1 Oct 2014
Mining companies are striving to develop mines that rest on next-generation technologies, novel strategies and processes to ensure a safer, greener and more profitable mining industry. By transposing the digital world with the physical world, new dimensions are being created within the mining industry that help optimize production based on market demand, production capacity, and ore quality variations.
New analysis from Frost & Sullivan, Industry Scorecard for the Global Mining Industry, finds that the mining industry continues to contribute to the economy of several countries as they transition into a metal- and mineral-intensive stage of operations brought on by the rapid pace of industrialization and urbanization.
"While China holds and produces the bulk of the world's rare earths, several mining projects have been initiated internationally to increase supplies and reduce reliance on China," said Frost & Sullivan Industrial Automation & Process Control Senior Research Analyst Sonia Francisco. "South Africa, the United States and Australia are reopening their rare earth mines. Some regions are also commencing exploration and production activities to expand their reserve of rare earth minerals."
Despite these efforts, the mining industry has not quite reached its full potential due to several challenges. Mature mining countries such as Australia and Canada grapple with a shrinking workforce, tight regulations, and the rising costs of energy, reagents, mining equipment and construction. Emerging mining countries, on the other hand, struggle with resource nationalism and inadequate infrastructure. Insufficient knowledge of geological characteristics, ineffective environmental and government policies, and declining ore grades also inhibit development in emerging mining markets.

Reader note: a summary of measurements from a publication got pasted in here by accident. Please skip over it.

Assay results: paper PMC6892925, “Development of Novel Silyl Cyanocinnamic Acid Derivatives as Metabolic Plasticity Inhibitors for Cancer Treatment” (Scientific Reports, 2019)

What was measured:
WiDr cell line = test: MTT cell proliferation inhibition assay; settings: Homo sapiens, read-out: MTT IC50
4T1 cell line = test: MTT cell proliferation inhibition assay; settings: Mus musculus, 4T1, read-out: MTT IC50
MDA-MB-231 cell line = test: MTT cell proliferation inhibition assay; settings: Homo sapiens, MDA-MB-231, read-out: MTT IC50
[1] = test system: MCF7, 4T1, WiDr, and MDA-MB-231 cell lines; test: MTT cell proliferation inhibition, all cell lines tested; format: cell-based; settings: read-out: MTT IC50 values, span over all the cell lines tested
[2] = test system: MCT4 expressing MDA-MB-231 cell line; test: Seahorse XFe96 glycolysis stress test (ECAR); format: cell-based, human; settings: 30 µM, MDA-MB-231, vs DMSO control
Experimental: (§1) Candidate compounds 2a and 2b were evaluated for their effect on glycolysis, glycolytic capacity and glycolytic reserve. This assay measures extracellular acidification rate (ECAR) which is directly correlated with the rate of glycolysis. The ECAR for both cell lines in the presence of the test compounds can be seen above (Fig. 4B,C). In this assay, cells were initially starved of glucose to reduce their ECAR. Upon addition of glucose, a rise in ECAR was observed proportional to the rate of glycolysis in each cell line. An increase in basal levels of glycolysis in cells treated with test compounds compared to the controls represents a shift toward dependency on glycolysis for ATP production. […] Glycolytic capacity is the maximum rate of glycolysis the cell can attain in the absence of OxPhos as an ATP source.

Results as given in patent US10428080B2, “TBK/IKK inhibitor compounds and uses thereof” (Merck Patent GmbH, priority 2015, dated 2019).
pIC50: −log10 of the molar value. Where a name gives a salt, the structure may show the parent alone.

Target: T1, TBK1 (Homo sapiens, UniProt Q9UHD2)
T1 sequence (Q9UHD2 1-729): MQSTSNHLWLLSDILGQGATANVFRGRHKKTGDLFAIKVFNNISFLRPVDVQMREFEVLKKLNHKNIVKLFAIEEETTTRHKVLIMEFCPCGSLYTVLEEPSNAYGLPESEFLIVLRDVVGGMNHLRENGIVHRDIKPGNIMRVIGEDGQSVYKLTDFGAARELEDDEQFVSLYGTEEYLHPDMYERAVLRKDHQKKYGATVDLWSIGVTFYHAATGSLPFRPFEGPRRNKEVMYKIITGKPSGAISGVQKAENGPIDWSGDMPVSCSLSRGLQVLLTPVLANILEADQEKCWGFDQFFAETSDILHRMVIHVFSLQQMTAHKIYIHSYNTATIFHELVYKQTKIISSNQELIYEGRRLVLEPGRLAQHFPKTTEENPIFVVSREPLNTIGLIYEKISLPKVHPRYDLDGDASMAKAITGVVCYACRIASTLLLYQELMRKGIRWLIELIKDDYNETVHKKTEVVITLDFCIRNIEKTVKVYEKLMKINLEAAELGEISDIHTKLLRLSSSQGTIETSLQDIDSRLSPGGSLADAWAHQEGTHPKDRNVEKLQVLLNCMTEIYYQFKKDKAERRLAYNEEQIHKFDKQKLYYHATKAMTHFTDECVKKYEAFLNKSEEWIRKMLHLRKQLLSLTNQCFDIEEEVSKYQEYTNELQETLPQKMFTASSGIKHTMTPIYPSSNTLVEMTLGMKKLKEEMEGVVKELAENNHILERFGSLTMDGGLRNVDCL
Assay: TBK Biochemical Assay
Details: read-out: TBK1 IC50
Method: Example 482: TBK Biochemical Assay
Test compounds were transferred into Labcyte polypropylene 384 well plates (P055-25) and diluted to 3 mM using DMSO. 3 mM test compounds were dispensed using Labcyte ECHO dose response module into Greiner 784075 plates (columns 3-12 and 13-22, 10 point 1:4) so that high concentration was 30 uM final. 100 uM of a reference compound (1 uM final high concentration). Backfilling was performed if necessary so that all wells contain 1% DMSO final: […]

Falling ore grades will create a more intensive mining industry with increased focus on water management and energy. Automation and technology innovation are being employed to resolve productivity constraints while green mining techniques like biomining are being implemented to reduce overall mining footprints.
"As the quest for new resources continues, upcoming segments like offshore mines will require extensive technology advancements to ensure that deposits are extracted from the sea floor without harming the marine ecosystem," stated Francisco. "The next frontier in the mining industry will include automation and digitalized mines that can effectively operate in deeper, harsher and more complex mining environments."
Source Frost & Sullivan